Monday, March 6, 2023

What determines the outcome or rotator cuff repair; is it the patient's insurance?

While much attention is being focused on the details of the technique of rotator cuff repair (RCR), the characteristics of the patient - rather than the technical details - may play an even more important role in determining the outcome.

The authors of Payor type is associated with increased rates of reoperation and health care utilization after rotator cuff repair: a national database study studied the 90 day incidence of medical complications, emergency department visits, and hospital readmissions, as well as 1-year incidence of revision repair, revision to arthroplasty, and cost of care were evaluated using a large national database. Medicaid patients were matched in a propensity scoring methodology in a ratio of 1:10 to Medicare and commercial patients based on age, sex, and various medical comorbidities including coronary artery disease, uncomplicated diabetes mellitus, obesity, tobacco abuse, chronic pulmonary disease, liver disease, peripheral vascular disease, renal disease, cancer, and congestive heart failure.

It is of interest how unhealthy the patients were overall (see table below): 80% had hypertension, 60% had depression, 50% were obese, 50% had chronic pulmonary disease, 50% had diabetes, over 50% used tobacco, 30% had coronary artery disease.  As a group, these patients do not seem to be ideal candidates for elective surgery.

In spite of the matching it can be seen from the table below that the Medicaid population had a higher prevalence for 12 of the comorbidity diagnoses.     

While individually the differences in the prevalence of these comorbidities were not statistically significantly different among the three insurance groups, their cumulative prevalence was 30% greater for the Medicaid group than for the Medicare or commercial insurance groups, indicating that as a group they were less healthy before surgery. These things add up.

The authors reported that 
1. Medicaid insurance was associated with an increased 90-day risk of various medical complications, emergency department (ED) visits, and 1-year revision RCRs compared with Medicare insurance. 

2. Medicaid insurance was also associated with an increased risk of various medical complications, ED visit, and hospital readmission, as well as 1-year risk of revision RCR and conversion to arthroplasty compared with commercially insured patients. 

3. Medicaid insurance was associated with higher 1-year cost of care compared with patients with either Medicare or commercial insurance.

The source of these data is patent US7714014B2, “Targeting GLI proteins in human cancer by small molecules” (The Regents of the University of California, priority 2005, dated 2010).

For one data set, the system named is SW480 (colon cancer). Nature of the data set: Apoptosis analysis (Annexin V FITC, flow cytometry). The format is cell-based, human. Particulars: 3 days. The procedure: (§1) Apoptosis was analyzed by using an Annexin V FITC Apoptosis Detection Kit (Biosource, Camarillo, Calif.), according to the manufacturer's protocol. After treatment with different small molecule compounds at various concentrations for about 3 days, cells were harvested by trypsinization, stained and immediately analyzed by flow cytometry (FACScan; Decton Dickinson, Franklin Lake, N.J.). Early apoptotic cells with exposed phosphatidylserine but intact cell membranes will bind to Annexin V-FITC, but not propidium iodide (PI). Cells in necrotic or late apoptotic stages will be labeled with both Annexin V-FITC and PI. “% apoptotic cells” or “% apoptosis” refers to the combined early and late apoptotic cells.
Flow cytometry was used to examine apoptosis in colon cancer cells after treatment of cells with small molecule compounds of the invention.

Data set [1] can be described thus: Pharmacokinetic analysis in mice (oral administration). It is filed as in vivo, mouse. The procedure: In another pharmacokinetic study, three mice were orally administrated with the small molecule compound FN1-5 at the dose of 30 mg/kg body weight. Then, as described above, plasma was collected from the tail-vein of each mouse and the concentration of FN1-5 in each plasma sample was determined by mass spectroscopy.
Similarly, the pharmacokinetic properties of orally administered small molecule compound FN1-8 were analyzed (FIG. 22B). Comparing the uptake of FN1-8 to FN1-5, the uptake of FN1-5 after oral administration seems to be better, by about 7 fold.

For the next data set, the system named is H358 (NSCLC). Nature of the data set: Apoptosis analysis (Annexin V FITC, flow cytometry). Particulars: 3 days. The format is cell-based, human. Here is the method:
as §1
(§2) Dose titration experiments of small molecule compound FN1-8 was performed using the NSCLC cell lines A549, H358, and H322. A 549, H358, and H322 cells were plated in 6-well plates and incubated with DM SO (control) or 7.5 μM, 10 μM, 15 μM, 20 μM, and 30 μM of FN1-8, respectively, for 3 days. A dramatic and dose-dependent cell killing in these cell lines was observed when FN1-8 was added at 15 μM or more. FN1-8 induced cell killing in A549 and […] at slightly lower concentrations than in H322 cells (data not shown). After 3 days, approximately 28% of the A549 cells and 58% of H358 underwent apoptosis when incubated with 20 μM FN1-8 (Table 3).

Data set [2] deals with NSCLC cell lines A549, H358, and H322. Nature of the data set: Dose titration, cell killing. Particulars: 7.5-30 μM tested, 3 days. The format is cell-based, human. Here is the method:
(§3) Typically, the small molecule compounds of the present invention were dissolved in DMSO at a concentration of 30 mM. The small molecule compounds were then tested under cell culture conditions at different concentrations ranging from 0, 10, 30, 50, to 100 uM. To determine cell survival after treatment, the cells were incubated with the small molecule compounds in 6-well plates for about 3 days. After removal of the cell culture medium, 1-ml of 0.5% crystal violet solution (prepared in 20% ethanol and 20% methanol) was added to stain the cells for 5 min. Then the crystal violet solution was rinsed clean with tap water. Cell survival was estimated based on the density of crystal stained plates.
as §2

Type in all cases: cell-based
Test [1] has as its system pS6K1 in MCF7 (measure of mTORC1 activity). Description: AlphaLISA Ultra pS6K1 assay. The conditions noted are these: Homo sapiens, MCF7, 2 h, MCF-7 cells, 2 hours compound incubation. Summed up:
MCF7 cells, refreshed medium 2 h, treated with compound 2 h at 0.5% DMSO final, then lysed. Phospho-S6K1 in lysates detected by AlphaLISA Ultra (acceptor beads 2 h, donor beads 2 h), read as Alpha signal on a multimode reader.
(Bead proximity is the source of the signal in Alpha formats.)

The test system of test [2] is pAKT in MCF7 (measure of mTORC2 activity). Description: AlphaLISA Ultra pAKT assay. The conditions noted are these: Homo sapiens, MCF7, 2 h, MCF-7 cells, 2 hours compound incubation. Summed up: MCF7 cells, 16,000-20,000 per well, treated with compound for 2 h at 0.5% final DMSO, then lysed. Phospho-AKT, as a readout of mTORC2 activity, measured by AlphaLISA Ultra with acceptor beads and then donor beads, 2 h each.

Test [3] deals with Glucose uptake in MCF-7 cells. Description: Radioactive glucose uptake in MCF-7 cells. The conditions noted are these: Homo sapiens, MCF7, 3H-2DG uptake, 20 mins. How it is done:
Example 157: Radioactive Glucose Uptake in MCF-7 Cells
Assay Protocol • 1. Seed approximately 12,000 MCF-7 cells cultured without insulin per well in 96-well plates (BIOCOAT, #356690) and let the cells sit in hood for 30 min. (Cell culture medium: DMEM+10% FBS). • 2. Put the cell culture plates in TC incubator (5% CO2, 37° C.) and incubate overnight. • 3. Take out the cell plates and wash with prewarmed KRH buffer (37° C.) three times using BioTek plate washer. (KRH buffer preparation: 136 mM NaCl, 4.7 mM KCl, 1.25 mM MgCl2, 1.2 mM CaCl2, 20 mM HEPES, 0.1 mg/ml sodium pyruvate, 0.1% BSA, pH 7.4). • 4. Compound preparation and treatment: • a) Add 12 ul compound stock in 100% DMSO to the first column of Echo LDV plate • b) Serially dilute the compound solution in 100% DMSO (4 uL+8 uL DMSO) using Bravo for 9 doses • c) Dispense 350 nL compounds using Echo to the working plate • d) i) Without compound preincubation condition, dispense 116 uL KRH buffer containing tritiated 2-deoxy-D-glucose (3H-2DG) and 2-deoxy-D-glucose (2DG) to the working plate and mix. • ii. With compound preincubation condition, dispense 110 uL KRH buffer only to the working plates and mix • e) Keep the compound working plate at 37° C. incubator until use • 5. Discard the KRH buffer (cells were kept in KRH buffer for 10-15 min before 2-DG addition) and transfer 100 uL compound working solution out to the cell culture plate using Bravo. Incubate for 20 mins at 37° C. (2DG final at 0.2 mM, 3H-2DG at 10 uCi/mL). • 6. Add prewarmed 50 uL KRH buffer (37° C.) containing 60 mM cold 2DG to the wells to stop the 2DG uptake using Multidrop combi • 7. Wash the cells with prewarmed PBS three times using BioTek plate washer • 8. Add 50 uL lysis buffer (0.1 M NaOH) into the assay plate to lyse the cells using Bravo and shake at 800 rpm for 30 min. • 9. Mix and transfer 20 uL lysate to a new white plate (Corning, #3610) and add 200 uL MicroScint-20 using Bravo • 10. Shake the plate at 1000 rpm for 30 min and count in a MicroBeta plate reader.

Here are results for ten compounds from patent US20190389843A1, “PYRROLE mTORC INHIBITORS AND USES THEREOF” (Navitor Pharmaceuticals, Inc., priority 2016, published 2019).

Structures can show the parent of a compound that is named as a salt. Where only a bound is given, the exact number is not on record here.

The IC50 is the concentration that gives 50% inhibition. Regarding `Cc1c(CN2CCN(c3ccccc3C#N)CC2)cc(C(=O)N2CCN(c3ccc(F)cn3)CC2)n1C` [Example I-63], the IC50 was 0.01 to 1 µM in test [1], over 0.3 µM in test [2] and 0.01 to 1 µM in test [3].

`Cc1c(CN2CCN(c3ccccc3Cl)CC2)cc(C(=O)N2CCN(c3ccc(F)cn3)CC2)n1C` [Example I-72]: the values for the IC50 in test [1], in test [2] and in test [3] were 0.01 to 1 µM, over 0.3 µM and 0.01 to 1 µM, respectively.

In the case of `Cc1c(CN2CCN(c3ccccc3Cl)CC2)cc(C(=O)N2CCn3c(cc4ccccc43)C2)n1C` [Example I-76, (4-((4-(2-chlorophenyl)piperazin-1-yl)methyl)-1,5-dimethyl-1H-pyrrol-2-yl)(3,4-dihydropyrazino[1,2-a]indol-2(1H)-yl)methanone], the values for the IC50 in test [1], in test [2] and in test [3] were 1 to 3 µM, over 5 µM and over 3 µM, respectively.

Comment: The authors concluded, "This study shows that payor type impacts outcomes after RCR. Patients with Medicaid insurance were more likely to sustain increased medical complications, revision surgery, and increased health care utilization compared with Medicare and commercially insured patients." 

This conclusion was reached without controlling for disparities in critical determinants of health: economic, social, environmental, and educational charateristics as discussed in Risk factors for adverse adverse outcomes after shoulder arthroplasty. 

In this type of study it is important to avoid a "fundamental attribution error", in other words attributing the effect to type of insurance rather than to differences in medical comorbidities and social determinants of health. A simple test will illustrate: if a patient on Medicaid insurance is scheduled for rotator cuff repair, but the week before suddenly was able to change to commerical insurance, would that change the risk of the adverse outcomes shown in Table III above? 

Irrespective of insurance type, complications such as pulmonary embolism, deep venous thrombosis, transfusion, pneumonia, stroke, myocardial infarction, sepsis, acute anemia, renal failure and urinary tract infections occur more often in patients who are overall less healthy, less wealthy, less educated, as well as less supported by family, friends, and primary care providers.

Surgeons can optimize their outcomes for cuff repair by identifying these factors and mitigating the associated risks before proceeding with this elective procedure. 

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Here are some videos that are of shoulder interest
Shoulder arthritis - what you need to know (see this link).
How to x-ray the shoulder (see this link).
The ream and run procedure (see this link).
The total shoulder arthroplasty (see this link).
The cuff tear arthropathy arthroplasty (see this link).
The reverse total shoulder arthroplasty (see this link).
The smooth and move procedure for irreparable rotator cuff tears (see this link).
Shoulder rehabilitation exercises (see this link).